board seat

Women and Finance: Roadblock to a board seat? Maybe not so much.

 
We often hear that women need to step up their understanding of finance to land a seat on a corporate board. But, according to the study "Financial Literacy Around the World: An Overview", published in 2011, women seem to know as much as men when it comes to matters of finance. What they often lack is a command of the language of finance, which would make it easier for them to join the conversation in the boardroom.
 
According to the study's author, Annamaria Lusardi, a professor of economics and accountancy at George Washington University, women were less likely to answer questions correctly when financial jargon was used, but that didn't necessarily mean that the women were more ignorant. Women relied on the "do not know" option far more often than their male counterparts. But when the "do not know" option was eliminated, women were no more likely to pick a wrong answer than men. Said Lusardi, when "forced to pick an answer, women seemed to know as much as men."
 
This finding supports the notion that women are more cautious and more risk averse. "Women," said Dr. Lusardi, "are aware of their lack of knowledge while men are less willing to admit what they don't know." Cultural stereotypes add to the pressure men feel that they must be financial experts and have convinced women that they know less than they actually do.
 
Formal education hasn't kept pace with the complexities of modern investing, notes Meg Thakor of MoneyZen Wealth Management. Men and women are confused, but women may be more willing to ask for information.
 

Strategies to Landing a Board Seat: Sponsorship

 
At our "15 Minutes @ Noon" Twitter Chat this month, Patricia Lenkov, President and Executive Recruiter with Agility Executive Search, LLC, shared her thoughts about sponsorship, as part of a multi-faceted strategy to landing a board seat.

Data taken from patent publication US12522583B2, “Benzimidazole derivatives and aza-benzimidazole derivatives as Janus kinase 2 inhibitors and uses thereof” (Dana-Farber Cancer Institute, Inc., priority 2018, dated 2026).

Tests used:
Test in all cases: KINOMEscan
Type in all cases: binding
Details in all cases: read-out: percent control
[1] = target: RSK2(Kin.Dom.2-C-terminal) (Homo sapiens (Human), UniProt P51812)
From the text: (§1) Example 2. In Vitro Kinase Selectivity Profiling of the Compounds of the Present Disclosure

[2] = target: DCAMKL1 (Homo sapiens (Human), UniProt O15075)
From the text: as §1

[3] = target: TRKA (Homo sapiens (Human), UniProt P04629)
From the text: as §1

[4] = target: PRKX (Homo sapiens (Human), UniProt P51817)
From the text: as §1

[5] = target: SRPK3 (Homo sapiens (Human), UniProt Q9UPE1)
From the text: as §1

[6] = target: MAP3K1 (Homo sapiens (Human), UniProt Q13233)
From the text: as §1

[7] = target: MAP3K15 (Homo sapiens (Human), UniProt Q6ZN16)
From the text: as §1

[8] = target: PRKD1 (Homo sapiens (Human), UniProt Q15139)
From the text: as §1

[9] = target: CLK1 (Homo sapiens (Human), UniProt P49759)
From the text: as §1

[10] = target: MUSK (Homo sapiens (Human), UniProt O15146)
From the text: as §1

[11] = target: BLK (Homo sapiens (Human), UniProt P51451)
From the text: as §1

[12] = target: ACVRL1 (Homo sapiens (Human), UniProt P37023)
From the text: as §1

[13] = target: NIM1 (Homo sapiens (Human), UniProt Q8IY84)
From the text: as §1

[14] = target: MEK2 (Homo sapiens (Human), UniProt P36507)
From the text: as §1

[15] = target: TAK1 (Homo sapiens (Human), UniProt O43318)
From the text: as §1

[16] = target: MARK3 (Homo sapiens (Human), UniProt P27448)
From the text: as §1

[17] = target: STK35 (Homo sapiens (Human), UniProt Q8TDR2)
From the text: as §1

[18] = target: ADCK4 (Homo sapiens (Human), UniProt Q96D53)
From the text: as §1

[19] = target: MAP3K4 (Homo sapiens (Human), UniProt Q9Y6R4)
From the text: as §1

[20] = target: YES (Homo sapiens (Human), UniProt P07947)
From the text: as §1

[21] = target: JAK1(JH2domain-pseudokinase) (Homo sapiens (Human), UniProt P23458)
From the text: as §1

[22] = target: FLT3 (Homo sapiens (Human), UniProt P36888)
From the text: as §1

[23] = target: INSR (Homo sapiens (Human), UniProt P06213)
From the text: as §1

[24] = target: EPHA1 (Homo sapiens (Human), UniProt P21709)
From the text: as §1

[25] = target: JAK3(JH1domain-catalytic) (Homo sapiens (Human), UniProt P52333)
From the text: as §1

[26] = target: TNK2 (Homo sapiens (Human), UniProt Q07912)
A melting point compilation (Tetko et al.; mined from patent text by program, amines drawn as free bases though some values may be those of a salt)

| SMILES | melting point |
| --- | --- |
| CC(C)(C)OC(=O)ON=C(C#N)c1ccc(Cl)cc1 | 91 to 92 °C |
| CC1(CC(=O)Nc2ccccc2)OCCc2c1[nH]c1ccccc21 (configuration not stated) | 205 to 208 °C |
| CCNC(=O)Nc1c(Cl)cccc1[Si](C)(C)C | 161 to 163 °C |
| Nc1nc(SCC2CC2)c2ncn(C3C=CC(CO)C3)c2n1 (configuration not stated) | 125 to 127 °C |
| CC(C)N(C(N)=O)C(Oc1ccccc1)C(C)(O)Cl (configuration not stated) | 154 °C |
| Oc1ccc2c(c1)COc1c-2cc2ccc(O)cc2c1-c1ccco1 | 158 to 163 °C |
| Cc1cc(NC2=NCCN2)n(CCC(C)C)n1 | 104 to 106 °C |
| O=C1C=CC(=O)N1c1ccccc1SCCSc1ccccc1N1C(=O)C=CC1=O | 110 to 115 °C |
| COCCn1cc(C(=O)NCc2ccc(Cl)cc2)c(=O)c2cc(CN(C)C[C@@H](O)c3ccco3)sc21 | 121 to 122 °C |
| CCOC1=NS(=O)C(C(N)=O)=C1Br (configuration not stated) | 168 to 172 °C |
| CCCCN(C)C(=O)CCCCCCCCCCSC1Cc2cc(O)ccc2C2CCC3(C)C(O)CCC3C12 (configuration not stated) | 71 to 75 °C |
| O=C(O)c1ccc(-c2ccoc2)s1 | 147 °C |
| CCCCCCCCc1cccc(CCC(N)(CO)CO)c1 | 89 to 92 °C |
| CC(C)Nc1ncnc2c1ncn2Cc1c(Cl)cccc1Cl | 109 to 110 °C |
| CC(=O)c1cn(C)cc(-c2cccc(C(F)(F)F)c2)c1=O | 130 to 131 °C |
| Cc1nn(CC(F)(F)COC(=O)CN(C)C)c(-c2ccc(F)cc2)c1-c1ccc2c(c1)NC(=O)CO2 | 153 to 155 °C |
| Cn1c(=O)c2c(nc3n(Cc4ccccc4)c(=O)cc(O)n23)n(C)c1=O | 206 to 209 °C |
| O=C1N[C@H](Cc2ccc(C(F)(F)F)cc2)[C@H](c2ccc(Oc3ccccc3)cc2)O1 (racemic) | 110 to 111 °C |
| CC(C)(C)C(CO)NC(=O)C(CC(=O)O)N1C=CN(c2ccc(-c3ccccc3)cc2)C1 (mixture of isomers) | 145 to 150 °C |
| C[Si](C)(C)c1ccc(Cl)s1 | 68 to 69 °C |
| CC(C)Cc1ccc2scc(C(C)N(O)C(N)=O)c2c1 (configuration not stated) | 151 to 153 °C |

According to Lenkov, sponsors can provide valuable advice and support to those advancing in their careers. Citing a Catalyst study, she said that sponsors could propel a protégé to the top of a list of candidates or eliminate the list itself. They can provide advice on how to get on a board and perhaps even more importantly, make relevant introductions.
 
When asked about what qualities to look for in a sponsor, Lenkov said that the best sponsors are knowledgeable and experienced in and about the boardroom. Ideally, they will have sat on a board or two. But, she acknowledged, boardroom experience is only part of what makes a good sponsor. They also need to be willing to engage in the relationship and make the time to be helpful.
 
Does a sponsor need to be a CEO? No, says Lenkov, but engaging with a senior and experienced executive is important to achieve your objectives. "The best sponsors have a seat at the decision table," she said. "The ideal and most committed sponsors come from your own network."
 
Lenkov also points out that a protégé must give as well as receive. Sponsors want to work with people whom they respect. You can make their job easier and rewarding by being the best you can be in your career. Successful protégés recognize that the relationship must be earned -- not just once, but continually.

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